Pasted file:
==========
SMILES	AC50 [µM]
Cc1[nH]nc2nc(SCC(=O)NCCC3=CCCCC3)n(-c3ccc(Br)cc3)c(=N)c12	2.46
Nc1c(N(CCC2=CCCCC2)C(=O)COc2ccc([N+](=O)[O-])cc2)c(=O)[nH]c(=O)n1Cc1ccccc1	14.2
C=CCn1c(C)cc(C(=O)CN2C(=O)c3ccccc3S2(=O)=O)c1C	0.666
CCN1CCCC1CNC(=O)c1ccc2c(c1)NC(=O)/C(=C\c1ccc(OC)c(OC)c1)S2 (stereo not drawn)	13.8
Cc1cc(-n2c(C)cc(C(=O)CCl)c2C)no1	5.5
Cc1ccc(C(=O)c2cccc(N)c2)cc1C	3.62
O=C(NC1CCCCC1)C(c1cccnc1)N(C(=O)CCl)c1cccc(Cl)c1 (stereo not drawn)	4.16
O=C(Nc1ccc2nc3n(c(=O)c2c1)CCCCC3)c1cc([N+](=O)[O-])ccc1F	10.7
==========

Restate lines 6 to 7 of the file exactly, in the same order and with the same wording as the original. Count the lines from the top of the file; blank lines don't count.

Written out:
Cc1cc(-n2c(C)cc(C(=O)CCl)c2C)no1	5.5
Cc1ccc(C(=O)c2cccc(N)c2)cc1C	3.62